They are hyper-organized and functional. These people can always find what they are looking for since they have logic behind everything on their desks. They’ve got those 42 tasks they’ve got to get done today. Everything in their destiny needs to be created and set up to be the most efficient way to get those 42 things done.
They actually think about the most efficient way to set documents, pens, and papers around the table. This will go as far as thinking that if they are right-handed, anything incoming document should be placed on their left side. In contrast, right-hand side piles will be divided into done, for now, to be forwarded and done. Think: super organization, and you will see a High C desk.
Another tell they have is that instead of having awards and plaques on their walls, High Cs will most likely have a set of graphs all around.
An important thing to remember is not to mess up the system, while the other tactics for good communication with a High C can be found here.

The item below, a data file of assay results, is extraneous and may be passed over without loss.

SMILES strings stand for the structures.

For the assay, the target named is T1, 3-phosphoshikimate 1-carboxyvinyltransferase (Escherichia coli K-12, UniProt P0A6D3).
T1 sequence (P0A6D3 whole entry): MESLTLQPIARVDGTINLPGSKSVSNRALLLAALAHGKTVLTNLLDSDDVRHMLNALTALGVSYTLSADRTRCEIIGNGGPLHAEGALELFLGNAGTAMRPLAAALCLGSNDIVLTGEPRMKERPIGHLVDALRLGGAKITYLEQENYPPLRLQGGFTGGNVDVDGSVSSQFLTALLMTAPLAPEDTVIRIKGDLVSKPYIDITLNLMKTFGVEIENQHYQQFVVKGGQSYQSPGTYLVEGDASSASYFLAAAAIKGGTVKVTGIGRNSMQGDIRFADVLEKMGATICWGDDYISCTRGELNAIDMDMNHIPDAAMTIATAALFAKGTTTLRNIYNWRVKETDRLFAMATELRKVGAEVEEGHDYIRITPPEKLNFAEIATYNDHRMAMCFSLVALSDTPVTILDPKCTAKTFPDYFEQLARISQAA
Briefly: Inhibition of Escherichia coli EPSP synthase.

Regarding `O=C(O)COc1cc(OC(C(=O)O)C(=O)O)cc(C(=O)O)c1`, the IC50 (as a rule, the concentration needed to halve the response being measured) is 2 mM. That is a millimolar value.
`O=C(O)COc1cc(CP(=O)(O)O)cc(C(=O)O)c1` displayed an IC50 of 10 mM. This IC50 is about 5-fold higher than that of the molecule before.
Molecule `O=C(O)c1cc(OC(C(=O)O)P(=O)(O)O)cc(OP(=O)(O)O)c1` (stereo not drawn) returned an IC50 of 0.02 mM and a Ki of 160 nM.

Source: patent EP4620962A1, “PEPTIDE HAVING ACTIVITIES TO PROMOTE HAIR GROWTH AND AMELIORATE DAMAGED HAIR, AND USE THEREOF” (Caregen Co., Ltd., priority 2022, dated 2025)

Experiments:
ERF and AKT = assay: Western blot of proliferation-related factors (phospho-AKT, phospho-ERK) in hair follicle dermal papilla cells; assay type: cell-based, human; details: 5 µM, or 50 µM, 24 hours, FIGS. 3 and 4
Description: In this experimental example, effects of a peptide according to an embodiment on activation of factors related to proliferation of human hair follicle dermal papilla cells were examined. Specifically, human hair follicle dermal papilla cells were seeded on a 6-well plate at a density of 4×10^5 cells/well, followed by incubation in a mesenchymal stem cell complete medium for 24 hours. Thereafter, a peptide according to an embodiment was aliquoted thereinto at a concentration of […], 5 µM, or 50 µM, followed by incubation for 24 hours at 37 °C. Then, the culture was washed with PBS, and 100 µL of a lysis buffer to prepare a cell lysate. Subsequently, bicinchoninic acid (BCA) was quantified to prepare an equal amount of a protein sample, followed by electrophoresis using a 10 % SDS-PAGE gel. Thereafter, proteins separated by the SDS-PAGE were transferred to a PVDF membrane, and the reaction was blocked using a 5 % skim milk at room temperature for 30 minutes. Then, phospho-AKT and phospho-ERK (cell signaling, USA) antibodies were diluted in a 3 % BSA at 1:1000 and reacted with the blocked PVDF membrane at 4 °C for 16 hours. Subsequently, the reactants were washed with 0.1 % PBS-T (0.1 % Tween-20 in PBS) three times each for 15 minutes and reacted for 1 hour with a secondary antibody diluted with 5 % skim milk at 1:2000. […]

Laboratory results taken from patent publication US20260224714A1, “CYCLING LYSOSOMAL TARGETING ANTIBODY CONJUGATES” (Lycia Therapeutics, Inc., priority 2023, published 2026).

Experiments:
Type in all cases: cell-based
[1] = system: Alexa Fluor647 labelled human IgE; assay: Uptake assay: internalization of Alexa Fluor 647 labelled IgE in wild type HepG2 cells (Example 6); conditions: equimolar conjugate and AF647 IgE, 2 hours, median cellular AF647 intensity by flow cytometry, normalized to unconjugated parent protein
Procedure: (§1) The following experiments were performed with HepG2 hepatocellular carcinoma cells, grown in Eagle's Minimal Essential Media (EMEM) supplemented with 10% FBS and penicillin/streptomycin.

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Check out what Liz Parker, a certified behavioral and strategic growth consultant has to say about office decor:

Five Secrets to Successful Hiring – Part 4

Hiring is very challenging in this day and age. Finding and keeping good people seems to be harder than ever. But if you follow a few easy steps and use emotional intelligence, your next hire might be the best one you ever had.

You can find previous steps in narrowing down the number of candidates for a position HERE, and then move to step No. 4:

Asking the right questions.

To manage to hire the right person for the role, your interview questions need to match the personality style you are talking to. I suggest using the DISC method for this purpose, as I have been using it in my own company for two decades and have had amazing results with it.